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Signs of a Perforated Eardrum in Dogs

Adrienne is a certified dog trainer and former veterinarian assistant who partners with some of the best veterinarians worldwide.

Learn more about your dog's eardrum and how it can get ruptured. Review some common signs of a perforated eardrum, and learn how your vet might approach it.

Learn more about your dog's eardrum and how it can get ruptured. Review some common signs of a perforated eardrum, and learn how your vet might approach it.

Where Is Your Dog's Eardrum, and How Does It Rupture?

If your dog has recently started turning a deaf ear to your commands, you may want to stop blaming him for being stubborn. It may be that your dog's eardrum is perforated. A perforated eardrum is something that needs to be taken very seriously. Untreated, it may cause long-term effects and even deafness.

What is the eardrum, exactly? The eardrum is a thin, delicate membrane that separates your dog's external ear from the middle and inner ear. This membrane is not readily visible as it is deep in the dog's ear canal.

What Does the Eardrum Do?

The main function of the eardrum is to transmit sounds captured from the air to three small bones contained within the middle ear space. These three bones, known as ossicles, then transmit the noises to the labyrinth.

Potential Causes of Eardrum Perforation

As it is tucked deep into the ear canal, you may wonder how an eardrum may perforate. Well, there are several ways. The following are some common and not-so-common ways your dog's eardrum may rupture:

  • Very loud noises
  • Sudden severe changes in atmospheric pressure
  • Middle ear infection (quite common)
  • Trauma (for example, inserting instruments in the ear too deeply)
  • Foreign objects (i.e. a foxtail)
  • Exposure to toxins

Now that you are aware of how the eardrum functions and how it can become perforated, you may be interested in understanding the signs and symptoms. At the veterinary clinic, we used to see several of these cases, and at times, the owners were very worried.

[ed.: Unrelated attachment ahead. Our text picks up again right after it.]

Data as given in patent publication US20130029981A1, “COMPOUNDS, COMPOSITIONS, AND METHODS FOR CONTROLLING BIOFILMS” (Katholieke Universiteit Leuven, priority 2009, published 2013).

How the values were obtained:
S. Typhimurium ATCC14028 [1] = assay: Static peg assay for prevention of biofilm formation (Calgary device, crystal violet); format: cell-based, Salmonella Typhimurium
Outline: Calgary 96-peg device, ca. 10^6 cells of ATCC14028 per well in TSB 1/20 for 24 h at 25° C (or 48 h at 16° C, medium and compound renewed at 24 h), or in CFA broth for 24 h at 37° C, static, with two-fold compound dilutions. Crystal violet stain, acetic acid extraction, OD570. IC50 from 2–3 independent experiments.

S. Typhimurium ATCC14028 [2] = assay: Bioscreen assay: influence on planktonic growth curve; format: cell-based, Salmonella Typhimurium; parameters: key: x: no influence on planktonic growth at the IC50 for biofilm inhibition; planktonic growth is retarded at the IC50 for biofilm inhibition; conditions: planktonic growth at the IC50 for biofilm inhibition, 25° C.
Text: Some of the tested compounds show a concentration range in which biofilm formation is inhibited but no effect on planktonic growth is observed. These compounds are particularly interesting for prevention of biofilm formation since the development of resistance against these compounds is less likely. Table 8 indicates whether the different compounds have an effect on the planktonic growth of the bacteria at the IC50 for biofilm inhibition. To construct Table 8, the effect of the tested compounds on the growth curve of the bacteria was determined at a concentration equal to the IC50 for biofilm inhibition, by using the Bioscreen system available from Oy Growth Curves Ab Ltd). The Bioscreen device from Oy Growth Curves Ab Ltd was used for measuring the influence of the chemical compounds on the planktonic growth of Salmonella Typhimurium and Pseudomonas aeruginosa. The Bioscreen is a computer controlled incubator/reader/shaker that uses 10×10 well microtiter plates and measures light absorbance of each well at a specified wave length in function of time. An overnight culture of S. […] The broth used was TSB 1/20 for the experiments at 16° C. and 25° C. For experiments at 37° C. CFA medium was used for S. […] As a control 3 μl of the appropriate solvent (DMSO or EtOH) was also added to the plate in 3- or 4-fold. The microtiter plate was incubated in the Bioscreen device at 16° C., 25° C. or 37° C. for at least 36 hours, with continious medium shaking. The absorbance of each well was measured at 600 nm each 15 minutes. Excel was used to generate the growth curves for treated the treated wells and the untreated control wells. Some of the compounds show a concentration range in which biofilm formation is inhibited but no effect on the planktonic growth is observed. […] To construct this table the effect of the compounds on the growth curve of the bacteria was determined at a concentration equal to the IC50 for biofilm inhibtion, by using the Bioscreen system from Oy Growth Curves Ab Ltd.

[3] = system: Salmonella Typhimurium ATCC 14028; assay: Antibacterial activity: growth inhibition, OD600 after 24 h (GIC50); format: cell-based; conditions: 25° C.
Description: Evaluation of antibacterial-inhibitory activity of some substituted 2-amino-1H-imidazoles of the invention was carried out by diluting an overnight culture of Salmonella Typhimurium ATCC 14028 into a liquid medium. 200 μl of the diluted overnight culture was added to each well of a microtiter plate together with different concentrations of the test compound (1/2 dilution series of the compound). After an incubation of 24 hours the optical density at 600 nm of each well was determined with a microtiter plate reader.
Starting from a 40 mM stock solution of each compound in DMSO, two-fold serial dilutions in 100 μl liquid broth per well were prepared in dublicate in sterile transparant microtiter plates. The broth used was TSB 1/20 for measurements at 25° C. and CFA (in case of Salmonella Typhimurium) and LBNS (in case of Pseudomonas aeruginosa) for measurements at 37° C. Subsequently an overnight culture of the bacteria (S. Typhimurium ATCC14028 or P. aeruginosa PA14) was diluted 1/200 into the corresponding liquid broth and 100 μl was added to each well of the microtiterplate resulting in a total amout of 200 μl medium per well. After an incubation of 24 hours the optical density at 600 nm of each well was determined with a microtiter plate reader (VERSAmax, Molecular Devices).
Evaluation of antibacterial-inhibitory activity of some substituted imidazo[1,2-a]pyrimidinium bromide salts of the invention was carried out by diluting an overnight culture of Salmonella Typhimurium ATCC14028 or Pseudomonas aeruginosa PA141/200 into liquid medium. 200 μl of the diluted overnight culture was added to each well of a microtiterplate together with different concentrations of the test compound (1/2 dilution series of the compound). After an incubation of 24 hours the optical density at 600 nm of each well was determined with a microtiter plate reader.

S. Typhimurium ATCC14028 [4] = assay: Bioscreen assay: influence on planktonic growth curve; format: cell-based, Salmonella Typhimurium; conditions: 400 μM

An example of an intact ear drum.

An example of an intact ear drum.

Symptoms of a Perforated Eardrum in Canines

  • Pain: One of the most obvious signs of a perforated eardrum is pain. Ear pain may manifest itself in several different ways. Many dogs may whimper when the affected ear is touched, some may continuously scratch or rub the ear, while others may tilt their head or repeatedly shake their heads. Affected dogs may also refuse to eat or open their mouths because jaw movements tend to exacerbate the ear pain.
  • Discharge: The eardrum, also known as the tympanic membrane, separates the dog's ear canal from the middle ear. When the middle ear becomes infected, fluid may build up, putting pressure on the thin, drum-like tympanic membrane and causing it to rupture. When a tear or hole is found in this membrane, fluid from inside the middle ear may drain out into the ear canal. This discharge may appear as a thick, pus-like fluid often tinged with blood. Note that when pressure builds up causing the eardrum to burst, the dog may feel better and have less pain.
  • Neurological Signs: Because the facial and sympathetic nerves pass through the dog's middle ear space, paralysis of the facial nerves may be observed on the same side of the affected ear, according to the Merck Veterinary Manual. A dog may, therefore, be unable to blink, the eyelids may completely close, and the sides of the face and mouth may appear droopy. Because the middle ear and inner ear also play an important role in balance, a ruptured eardrum and inner ear infection may also cause staggering, walking in circles, involuntary eye movements, and incoordination.
  • Hearing Loss: Because the eardrum is responsible for transmitting sounds to the inner ear, a damaged eardrum will affect the dog's hearing ability. However, the hearing loss may be barely noticeable when only one eardrum is damaged. Even dogs affected by unilateral hearing loss may still be capable of responding to sound stimuli, courtesy of the unaffected ear, writes George M. Strain in the book Deafness in Dogs and Cats.